How does English influence other language localization?
The high-technology industry and the Internet are relatively new, so many of the terms pertaining to these fields were created in the U.S. and never translated, making the English language pretty common in a lot of the localized materials. In addition, a lot of times companies don’t translate product and service names because of corporate branding policies that dictate that names must remain the same; sometimes they even keep acronyms that don’t mean anything in a foreign language.

What are the major challenges facing corporations today?
Companies face challenges at all levels: from the day-to-day management of localization requests to the coordination of strategic localization initiatives. These days, it is no longer acceptable to offer older versions of products in foreign markets; the Internet-connected buyer is well informed and wants the latest version of products that are being sold in the company’s home market. Because of that, companies now must keep up with the demand for accurate and up-to-date information in all the markets in which they offer products – a huge and expensive effort. Conversely, in order to be competitive in foreign markets, companies need to reduce their globalization costs, but without affecting the quality of their localized content. It is a delicate balancing act.

What was the most difficult translation challenge you’ve faced in your own work?
It was probably when I first started as a translator. I had to localize a collection of children’s books to Brazilian Portuguese, and I was given a very tight deadline. There were a lot of words not found in the dictionaries, words that only children and parents know about. For a starter, it was a tough one.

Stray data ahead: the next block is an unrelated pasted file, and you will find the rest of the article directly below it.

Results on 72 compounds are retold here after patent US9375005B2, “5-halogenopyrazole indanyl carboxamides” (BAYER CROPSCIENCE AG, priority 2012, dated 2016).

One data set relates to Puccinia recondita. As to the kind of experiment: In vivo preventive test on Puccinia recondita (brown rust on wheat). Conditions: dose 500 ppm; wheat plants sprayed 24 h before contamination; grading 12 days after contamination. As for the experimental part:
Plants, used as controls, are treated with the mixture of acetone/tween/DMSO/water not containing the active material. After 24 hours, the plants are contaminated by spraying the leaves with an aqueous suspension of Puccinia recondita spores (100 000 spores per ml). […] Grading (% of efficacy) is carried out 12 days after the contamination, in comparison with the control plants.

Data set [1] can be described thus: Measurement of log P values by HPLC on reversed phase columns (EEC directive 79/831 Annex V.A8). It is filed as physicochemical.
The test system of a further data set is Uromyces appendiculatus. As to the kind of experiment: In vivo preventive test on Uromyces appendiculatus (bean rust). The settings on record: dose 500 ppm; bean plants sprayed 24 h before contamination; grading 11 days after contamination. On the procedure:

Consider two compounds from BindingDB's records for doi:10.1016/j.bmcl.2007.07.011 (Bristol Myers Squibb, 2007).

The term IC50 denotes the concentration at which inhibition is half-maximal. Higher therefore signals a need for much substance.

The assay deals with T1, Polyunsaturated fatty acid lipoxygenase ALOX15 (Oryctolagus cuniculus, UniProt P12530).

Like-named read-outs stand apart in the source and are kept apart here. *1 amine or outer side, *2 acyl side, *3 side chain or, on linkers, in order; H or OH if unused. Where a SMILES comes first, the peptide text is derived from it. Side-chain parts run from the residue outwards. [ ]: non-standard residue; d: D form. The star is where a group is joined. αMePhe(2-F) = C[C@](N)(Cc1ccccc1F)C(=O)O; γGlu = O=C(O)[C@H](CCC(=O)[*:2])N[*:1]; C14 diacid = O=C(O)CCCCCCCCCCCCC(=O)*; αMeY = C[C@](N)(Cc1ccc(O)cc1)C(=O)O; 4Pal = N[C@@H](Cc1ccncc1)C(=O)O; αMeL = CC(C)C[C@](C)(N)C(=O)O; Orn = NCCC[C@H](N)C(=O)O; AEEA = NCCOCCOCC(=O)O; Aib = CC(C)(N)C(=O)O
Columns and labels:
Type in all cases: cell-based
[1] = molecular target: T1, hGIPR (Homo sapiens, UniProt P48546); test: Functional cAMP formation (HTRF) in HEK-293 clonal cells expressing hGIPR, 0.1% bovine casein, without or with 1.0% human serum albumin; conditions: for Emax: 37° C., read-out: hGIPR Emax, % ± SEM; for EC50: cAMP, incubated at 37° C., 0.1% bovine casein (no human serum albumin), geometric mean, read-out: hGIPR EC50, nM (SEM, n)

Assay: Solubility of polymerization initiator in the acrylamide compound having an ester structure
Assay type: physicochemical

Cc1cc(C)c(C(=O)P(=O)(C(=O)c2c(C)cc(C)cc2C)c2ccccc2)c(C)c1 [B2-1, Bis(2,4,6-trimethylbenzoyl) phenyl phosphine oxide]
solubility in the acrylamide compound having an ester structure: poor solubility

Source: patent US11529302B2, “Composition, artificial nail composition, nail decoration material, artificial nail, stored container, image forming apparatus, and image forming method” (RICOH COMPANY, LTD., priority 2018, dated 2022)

What you are reading now about the localization field?
I’m reading Business Without Borders by Donald A. DePalma.

Mariam Nayiny: Faithful to Translation

By Michael Schubert

Mariam Nayiny holds a Master’s degree in International Relations from the Institut Universitaire de Hautes Etudes Internationales in Geneva and a Bachelor’s degree in Political Science from the University of Geneva. She began her career as a journalist and was on assignment in New York at the time of the 1979 revolution in her native Iran. Her decision to remain in the U.S. prompted her career change. Mariam worked initially for the United Nations Development Program while freelancing as a translator of French and Farsi into English, then later as a translator, interpreter, and project manager for Berlitz Translations and other companies in New York and San Francisco before founding IDEM Translations, Inc. (http://www.idemtranslations.com/) in 1983.

Explain the meaning of your company’s name.